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Cleistogamy in Centaurea melitensis L. (Asteraceae): Reproductive Morphological Characters, Analysis, and Ontogeny
Rafael Porras and Jesús M. Muñoz
International Journal of Plant Sciences
Vol. 161, No. 5 (September 2000), pp. 757-769
Published by: The University of Chicago Press
Stable URL: http://www.jstor.org/stable/10.1086/314299
Page Count: 13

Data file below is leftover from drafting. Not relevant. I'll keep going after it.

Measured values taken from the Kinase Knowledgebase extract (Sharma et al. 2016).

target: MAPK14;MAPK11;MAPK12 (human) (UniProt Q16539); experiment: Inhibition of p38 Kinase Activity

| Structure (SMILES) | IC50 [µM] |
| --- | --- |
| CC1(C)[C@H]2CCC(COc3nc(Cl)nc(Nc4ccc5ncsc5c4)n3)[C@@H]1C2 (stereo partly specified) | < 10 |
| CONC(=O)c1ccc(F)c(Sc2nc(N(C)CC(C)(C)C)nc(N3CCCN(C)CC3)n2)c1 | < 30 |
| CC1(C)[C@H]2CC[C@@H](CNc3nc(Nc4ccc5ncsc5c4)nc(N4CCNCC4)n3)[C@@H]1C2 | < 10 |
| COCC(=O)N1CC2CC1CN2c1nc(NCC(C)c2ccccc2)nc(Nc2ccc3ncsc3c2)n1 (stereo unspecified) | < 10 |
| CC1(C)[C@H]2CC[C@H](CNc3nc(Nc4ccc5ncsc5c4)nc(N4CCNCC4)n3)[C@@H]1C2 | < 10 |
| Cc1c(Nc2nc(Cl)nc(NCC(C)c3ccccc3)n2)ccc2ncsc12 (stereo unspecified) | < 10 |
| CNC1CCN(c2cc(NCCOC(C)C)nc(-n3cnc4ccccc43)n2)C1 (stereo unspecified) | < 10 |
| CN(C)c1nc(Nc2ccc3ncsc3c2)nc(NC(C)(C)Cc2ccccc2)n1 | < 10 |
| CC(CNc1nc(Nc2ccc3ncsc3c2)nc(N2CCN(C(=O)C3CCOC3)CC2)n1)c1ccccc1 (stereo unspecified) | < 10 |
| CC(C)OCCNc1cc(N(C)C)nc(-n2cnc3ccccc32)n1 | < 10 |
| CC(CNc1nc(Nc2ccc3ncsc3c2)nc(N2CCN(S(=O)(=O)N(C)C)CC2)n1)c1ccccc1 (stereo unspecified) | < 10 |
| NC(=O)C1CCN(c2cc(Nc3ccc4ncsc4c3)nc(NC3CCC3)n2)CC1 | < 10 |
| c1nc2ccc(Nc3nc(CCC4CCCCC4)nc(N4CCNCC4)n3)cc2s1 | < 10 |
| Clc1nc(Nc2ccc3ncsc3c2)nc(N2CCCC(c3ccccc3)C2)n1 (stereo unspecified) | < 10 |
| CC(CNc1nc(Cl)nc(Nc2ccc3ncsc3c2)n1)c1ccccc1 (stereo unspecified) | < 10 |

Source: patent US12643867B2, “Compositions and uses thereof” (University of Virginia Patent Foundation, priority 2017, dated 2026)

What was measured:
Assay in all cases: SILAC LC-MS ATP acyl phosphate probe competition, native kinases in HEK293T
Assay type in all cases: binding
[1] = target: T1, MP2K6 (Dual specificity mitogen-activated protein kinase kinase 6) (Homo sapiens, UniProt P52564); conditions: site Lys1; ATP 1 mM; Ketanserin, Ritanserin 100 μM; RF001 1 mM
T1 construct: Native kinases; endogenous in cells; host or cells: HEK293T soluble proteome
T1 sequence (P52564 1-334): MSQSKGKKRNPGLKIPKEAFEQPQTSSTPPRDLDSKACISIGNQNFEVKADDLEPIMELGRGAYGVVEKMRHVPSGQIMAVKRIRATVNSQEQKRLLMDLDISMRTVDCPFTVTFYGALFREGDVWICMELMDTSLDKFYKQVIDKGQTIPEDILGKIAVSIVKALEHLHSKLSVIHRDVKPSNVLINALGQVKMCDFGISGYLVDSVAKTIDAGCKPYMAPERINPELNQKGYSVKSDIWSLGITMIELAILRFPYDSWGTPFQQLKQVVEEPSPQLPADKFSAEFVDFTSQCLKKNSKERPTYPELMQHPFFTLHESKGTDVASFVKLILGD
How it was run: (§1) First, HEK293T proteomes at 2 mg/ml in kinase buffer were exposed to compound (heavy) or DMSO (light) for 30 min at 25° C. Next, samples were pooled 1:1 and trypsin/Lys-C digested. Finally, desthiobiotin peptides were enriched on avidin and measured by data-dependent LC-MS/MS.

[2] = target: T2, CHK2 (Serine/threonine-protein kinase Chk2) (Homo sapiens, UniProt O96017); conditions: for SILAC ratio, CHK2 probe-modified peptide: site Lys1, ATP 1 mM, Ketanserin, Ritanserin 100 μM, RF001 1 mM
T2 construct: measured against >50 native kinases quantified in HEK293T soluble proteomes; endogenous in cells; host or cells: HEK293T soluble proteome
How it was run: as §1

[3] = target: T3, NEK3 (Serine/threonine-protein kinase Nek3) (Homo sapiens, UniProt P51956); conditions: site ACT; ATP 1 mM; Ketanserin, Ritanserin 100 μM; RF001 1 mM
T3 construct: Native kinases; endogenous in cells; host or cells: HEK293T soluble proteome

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In morphological terms, cleistogamy is the most extreme form of autogamy. Among other characteristics, cleistogamy generally entails a reduction in flower size, one that particularly affects the corolla and androecium. In this study, we compare, from a structural point of view, the changes observed in cleistogamous (CL) flower heads of the annual herb Centaurea melitensis to the changes in chasmogamous (CH) heads throughout floral ontogeny. Special attention was paid to capitulum structure, since no other reports of cleistogamic differences similar to those observed here for C. melitensis are to be found in the literature on Asteraceae. Anthesis was absent in both the CL capitulum itself and in the florets within it. In comparison with CH heads, the fertile florets in CL heads were smaller and less numerous, and sterile florets tended to be lacking, as did several floral structures. Floral initiation and development in CH flower heads did not follow the strictly acropetal pattern typically observed in the rest of the Asteraceae family. There is evidence to indicate that the florets of CL capitula evolved from the outermost fertile florets of CH capitula.
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